Friday, June 8, 2012
A Thin Connection to Life 100 Years Past
We just returned from a little family vacation down in Texas. One of the unplanned stops was at the Lyndon B. Johnson State and National Park site near Johnson City. I'm glad we stopped, because there was quite a bit of historical information there (and the countryside in which the ranch is located is lovely in sort of a desolate way). But my favorite part was the Sauer-Beckman Living History Farm.
The farm is a replica of a German settler's farm from about 100 years ago, the period between 1912-1918. The exhibit includes the barn and all the outbuildings for livestock (including a hog pen with a HUGE sow and a hen house complete with three setting hens), a garden, a windmill and water tank, and the house itself, which consisted of three parts - a working/canning kitchen, the regular kitchen, and the sleeping/living area. (My husband and I had different explanations for our daughter about why the house was in three parts - he said it was so the sleeping quarters were separated from the kitchen in case the wood stove caught fire; I said it was because the kitchen would generate so much heat. I think we are both right!)
One thing I really liked about the exhibit is that we were able to walk around and look at things as we wanted to - there was not a pre-set tour with a guide giving us a canned speech. We could lift the dishcloth over the sourdough starter and peek in on it, we could touch the pieces of harness hanging in the tack room in the barn, we could look inside the outhouse (a two-holer. I can't imagine why anyone would want a two-hole outhouse, ha ha). There was a woman dressed in period costume at the exhibit, but she seemed to be there more as a resource to answer any questions; other than greeting us pleasantly, she didn't say anything to us, just kept working with the beets she obviously had pulled from the garden earlier in the day.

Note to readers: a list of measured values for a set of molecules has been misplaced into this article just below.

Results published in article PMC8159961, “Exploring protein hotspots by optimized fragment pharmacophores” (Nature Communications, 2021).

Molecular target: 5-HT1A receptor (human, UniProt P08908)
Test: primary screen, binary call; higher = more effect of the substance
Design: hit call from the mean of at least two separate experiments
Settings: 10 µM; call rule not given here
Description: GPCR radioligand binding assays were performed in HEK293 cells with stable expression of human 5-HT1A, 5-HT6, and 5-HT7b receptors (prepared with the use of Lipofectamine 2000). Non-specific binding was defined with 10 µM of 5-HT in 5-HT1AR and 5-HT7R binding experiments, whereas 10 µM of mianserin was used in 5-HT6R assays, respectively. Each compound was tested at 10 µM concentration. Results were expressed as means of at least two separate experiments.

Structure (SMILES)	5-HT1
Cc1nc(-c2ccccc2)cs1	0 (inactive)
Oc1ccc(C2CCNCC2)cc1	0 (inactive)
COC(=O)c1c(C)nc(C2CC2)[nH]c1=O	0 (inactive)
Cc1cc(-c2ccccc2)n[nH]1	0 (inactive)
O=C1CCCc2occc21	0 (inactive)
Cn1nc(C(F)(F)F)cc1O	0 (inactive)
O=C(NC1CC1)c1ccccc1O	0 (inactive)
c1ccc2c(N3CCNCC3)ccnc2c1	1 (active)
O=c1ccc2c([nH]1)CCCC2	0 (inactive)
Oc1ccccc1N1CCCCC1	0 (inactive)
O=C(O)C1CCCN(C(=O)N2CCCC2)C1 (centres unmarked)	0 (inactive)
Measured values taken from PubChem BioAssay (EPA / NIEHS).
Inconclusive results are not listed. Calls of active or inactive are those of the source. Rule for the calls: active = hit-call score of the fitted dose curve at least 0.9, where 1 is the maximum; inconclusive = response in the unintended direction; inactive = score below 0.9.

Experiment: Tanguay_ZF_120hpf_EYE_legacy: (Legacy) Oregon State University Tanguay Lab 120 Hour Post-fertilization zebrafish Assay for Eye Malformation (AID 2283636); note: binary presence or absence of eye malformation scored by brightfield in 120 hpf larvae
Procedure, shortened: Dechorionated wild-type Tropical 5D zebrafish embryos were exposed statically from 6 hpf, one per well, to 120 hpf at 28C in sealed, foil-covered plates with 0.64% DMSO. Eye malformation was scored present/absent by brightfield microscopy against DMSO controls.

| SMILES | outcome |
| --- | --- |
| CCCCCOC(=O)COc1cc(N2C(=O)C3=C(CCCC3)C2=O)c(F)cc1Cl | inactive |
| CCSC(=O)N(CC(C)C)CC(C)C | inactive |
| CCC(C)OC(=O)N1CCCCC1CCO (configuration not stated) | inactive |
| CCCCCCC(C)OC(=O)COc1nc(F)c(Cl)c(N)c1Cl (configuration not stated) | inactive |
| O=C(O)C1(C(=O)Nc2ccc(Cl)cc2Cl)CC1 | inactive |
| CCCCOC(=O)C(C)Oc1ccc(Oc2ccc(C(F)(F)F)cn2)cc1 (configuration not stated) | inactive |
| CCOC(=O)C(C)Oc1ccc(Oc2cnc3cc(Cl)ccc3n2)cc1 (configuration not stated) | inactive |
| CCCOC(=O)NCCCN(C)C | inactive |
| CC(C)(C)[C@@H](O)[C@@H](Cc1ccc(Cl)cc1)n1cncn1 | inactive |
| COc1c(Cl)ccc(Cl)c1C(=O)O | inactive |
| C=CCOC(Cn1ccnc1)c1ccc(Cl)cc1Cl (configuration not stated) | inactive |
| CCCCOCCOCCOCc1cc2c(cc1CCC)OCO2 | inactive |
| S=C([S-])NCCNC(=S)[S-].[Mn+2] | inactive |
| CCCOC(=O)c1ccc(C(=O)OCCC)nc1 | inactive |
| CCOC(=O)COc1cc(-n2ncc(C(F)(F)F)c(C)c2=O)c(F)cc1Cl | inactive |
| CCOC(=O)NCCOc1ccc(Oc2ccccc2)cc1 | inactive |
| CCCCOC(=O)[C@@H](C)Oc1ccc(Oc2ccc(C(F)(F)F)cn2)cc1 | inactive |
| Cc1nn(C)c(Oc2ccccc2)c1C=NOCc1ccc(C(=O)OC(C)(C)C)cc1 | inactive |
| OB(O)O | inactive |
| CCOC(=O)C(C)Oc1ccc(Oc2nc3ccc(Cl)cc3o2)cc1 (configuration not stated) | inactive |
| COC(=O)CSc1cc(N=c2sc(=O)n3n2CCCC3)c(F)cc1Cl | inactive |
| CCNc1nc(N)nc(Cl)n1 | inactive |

As you can imagine, this was absolute heaven for a writer of historical fiction set on a frontier farm! I could have stayed for hours, no lie, looking at every tool in the barn and every dish in both kitchens. But I had to be considerate of the rest of the family, who are not quite as into this as I am.
As I walked around the grounds, I began to realize that while this was history, some of it was also simply living for me. Except for the fact that I'm using electricity rather than firewood as a heat source, I'm still doing a lot of food preservation, just like the matron of the farm would have been doing 100 years ago. With only a few exceptions, most of what I "put up" for winter comes from our own garden. We have only a couple of hens, not a whole lot, but we do get eggs from them most days. I also still have memories of "helping" (as much as a kid can do) on hog butchering day, with the big cast iron washtub rendering down lard. I also remember the bowls of fresh milk sitting out on the cabinets at my grandparents' house waiting for cream to rise to the top, I'm lucky to have those memories; in the coming years of my life, there are going to be fewer and fewer people who will have seen those kinds of things.
Of course, there are a lot of differences between the few things I do and the daily life of a farmer's wife 100 years ago. I am spoiled by the convenience and safety of pasteurized milk and by the softness of store-bought bread. But something as simple as having a meal filled with vegetables that my husband and I planted and harvested, cleaned and cooked, helps me feel there's still something of a connection with those hard-working people in the past, small as it may be.